Very often, clients will call up a law firm demanding-sometimes begging- to speak with the lawyer. Why are they doing this? Over the course of many years, I’ve noticed that people would act this way when they wanted comfort sessions, in which we would be discussing the drama and trauma of their experience with the case, rather than the potential outcomes of the case itself. As a result, we waste 30 minutes to an hour instead of spending that time on productive legal work. If you are using your lawyer or legal team as a sounding board or for mental health therapy, then you are setting your hard-earned dollars that you paid for a legal fee on fire. Put the fire out, stop the smoke and do what you need to do in order to deal with the stress of criminal prosecution.

As I’ve mentioned time and time again throughout my career, use the protocol we call Coping with Stress during Criminal Prosecution. Comfort sessions are especially damaging because they take away from a lawyer’s ability to defend you. Many people falsely believe they want a lawyer who believes in them, a lawyer who will be compassionate and a lawyer filled with empathy. You need that type of lawyer like you need a hole in the head. You have five- you don’t need a sixth. Don’t worry- the state of Florida is trying to put a sixth one right between your eyes. In order to prevent that, it’s critically important to know what the purpose of an attorney-client meeting really is. I will now discuss the definition of a proper attorney-client meeting (starting with the outcome).

The purpose of an attorney-client meeting is to accomplish a specific case-related legal result that cannot be accomplished by any other means.

This is critical to understand. If your lawyer and legal team are too busy holding your hand and giving you emotional comfort to actually work on your case productively, then you have basically paid for a mental health counselor who is not qualified to render that type of service. In addition to setting the legal fee on fire, you are wasting their time and yours. If a lawyer is very good at making people feel good in the office, the odds are that that particular lawyer is not going to be as strategically sound and practically adept as a lawyer who does not do that. I am definitely in that second category. I do not do comfort sessions; it would be a disservice to each and every client if I were to engage in such behavior. It’s counterproductive and it’s dangerous.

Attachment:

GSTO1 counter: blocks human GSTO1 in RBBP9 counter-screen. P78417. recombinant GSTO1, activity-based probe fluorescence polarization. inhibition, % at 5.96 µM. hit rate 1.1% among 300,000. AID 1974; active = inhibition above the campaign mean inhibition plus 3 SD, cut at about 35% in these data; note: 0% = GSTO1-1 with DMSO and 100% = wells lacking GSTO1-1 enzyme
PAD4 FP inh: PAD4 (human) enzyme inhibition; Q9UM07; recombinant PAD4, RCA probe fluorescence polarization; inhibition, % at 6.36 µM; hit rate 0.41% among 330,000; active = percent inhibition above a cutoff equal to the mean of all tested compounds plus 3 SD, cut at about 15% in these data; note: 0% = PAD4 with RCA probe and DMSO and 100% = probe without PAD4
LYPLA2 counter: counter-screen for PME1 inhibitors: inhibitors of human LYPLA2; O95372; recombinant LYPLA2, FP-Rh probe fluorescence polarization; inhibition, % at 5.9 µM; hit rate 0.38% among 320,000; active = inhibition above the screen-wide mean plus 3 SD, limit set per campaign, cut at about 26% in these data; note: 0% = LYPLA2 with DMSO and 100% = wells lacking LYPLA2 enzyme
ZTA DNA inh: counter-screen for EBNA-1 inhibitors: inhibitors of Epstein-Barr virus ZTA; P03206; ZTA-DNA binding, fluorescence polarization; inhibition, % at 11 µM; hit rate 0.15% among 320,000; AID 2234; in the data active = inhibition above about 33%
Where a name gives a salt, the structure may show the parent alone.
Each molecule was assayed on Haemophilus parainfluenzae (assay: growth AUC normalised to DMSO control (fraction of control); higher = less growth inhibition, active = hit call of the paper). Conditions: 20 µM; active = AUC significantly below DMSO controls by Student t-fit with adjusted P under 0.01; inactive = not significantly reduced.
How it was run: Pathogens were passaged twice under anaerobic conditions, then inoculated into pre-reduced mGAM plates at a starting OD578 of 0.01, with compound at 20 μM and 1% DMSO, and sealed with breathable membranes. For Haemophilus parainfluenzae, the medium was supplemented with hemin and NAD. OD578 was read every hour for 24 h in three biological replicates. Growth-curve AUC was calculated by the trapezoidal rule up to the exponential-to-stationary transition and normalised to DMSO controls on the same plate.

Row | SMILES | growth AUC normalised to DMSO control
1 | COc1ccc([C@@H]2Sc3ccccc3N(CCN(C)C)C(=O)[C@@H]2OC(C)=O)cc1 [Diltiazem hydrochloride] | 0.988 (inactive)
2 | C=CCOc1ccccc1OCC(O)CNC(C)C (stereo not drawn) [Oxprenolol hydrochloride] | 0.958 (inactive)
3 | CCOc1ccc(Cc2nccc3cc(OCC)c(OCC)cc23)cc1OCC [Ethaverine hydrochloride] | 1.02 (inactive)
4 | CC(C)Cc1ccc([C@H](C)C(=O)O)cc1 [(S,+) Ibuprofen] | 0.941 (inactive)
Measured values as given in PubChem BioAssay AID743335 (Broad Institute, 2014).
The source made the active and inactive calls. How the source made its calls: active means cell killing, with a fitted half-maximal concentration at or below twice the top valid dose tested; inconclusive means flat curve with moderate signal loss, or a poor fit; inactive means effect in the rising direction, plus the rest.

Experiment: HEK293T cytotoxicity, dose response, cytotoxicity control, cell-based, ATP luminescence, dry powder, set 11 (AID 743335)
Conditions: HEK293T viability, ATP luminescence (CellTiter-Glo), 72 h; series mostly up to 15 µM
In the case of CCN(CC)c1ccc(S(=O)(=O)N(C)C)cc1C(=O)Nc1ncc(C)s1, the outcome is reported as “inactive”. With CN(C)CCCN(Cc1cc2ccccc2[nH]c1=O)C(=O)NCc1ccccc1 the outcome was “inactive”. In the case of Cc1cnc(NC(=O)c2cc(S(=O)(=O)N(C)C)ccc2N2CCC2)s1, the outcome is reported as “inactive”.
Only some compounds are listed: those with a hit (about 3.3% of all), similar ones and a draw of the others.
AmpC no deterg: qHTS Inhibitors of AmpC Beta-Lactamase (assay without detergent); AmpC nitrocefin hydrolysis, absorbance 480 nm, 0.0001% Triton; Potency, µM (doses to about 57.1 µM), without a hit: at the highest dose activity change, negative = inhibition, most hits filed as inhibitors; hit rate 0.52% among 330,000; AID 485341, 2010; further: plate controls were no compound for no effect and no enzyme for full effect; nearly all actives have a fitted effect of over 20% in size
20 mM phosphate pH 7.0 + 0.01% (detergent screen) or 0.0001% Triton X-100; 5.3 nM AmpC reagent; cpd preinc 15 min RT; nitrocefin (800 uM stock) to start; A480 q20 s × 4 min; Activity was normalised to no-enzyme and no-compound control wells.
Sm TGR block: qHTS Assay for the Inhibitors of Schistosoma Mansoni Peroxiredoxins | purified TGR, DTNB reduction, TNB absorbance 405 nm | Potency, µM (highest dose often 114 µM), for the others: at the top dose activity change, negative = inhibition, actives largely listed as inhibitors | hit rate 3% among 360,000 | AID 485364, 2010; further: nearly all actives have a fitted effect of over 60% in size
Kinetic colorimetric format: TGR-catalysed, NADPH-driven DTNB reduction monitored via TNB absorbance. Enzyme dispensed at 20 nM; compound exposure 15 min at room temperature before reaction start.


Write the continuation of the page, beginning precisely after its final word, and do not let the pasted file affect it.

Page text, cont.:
You need your legal team (and especially your lead counsel) to have plenty of available RAM (random access memory), just like a computer. That way, they have the space to logically process what needs to be done in your case. They need to know what will be most effective. If their minds are clouded with empathy, compassion, drama, trauma and emotion, then that will interfere with their logical reasoning. If the logical reasoning is compromised, then the case outcome has a higher degree of likelihood of being one that you do not want. One client once said, “I want an appointment so you can give me hope.” Handholding is a dangerous behavior; when lawyers do it, it can lead both you and your legal team to have distorted judgment and can cause your case to blow up in your face like a nuclear bomb. Your legal team’s lawyers are counselors at law. They are not counselors in mental health.

Disclaimer: This article is in response to questions frequently asked of Mr. Cobb and is an unedited dictation transcript. Just like talk to text on your smartphone, there may be misspelled words or sentence fragments.

For more information on Researching The Law, a free initial consultation is your next best step. Get the information and legal answers you are seeking by calling (850) 466-1522 today.

Stephen G. Cobb, Esq.

Get your questions answered - call me for your free, 20 min phone consultation (850) 466-1522